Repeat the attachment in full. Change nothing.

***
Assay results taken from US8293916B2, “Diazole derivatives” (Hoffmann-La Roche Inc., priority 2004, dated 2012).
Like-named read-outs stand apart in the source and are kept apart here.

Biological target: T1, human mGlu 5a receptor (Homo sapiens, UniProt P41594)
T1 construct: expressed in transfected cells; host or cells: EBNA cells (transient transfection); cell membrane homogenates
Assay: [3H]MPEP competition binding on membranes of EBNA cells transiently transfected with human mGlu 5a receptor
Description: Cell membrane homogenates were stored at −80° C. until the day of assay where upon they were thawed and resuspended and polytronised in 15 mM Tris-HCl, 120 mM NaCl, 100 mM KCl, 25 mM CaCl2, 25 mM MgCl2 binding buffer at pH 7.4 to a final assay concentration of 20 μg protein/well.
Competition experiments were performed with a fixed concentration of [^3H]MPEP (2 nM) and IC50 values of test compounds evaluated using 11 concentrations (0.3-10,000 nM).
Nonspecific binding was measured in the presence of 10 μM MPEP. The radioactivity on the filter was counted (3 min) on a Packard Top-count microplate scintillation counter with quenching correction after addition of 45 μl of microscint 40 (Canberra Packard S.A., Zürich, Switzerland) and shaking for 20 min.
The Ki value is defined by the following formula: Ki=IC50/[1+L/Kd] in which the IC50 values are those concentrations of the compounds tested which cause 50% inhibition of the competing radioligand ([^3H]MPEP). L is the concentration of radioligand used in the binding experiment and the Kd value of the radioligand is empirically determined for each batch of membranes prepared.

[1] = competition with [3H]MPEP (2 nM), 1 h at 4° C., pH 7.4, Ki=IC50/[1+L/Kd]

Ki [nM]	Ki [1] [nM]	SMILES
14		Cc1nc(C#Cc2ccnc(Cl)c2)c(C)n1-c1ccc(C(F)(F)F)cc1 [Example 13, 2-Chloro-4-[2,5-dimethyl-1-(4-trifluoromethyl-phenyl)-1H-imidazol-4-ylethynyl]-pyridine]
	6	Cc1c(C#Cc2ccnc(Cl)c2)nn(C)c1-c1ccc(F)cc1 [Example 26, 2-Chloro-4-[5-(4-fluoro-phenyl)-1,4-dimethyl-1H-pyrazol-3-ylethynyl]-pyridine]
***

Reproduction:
Assay results taken from US8293916B2, “Diazole derivatives” (Hoffmann-La Roche Inc., priority 2004, dated 2012).
Like-named read-outs stand apart in the source and are kept apart here.

Biological target: T1, human mGlu 5a receptor (Homo sapiens, UniProt P41594)
T1 construct: expressed in transfected cells; host or cells: EBNA cells (transient transfection); cell membrane homogenates
Assay: [3H]MPEP competition binding on membranes of EBNA cells transiently transfected with human mGlu 5a receptor
Description: Cell membrane homogenates were stored at −80° C. until the day of assay where upon they were thawed and resuspended and polytronised in 15 mM Tris-HCl, 120 mM NaCl, 100 mM KCl, 25 mM CaCl2, 25 mM MgCl2 binding buffer at pH 7.4 to a final assay concentration of 20 μg protein/well.
Competition experiments were performed with a fixed concentration of [^3H]MPEP (2 nM) and IC50 values of test compounds evaluated using 11 concentrations (0.3-10,000 nM).
Nonspecific binding was measured in the presence of 10 μM MPEP. The radioactivity on the filter was counted (3 min) on a Packard Top-count microplate scintillation counter with quenching correction after addition of 45 μl of microscint 40 (Canberra Packard S.A., Zürich, Switzerland) and shaking for 20 min.
The Ki value is defined by the following formula: Ki=IC50/[1+L/Kd] in which the IC50 values are those concentrations of the compounds tested which cause 50% inhibition of the competing radioligand ([^3H]MPEP). L is the concentration of radioligand used in the binding experiment and the Kd value of the radioligand is empirically determined for each batch of membranes prepared.

[1] = competition with [3H]MPEP (2 nM), 1 h at 4° C., pH 7.4, Ki=IC50/[1+L/Kd]

Ki [nM]	Ki [1] [nM]	SMILES
14		Cc1nc(C#Cc2ccnc(Cl)c2)c(C)n1-c1ccc(C(F)(F)F)cc1 [Example 13, 2-Chloro-4-[2,5-dimethyl-1-(4-trifluoromethyl-phenyl)-1H-imidazol-4-ylethynyl]-pyridine]
	6	Cc1c(C#Cc2ccnc(Cl)c2)nn(C)c1-c1ccc(F)cc1 [Example 26, 2-Chloro-4-[5-(4-fluoro-phenyl)-1,4-dimethyl-1H-pyrazol-3-ylethynyl]-pyridine]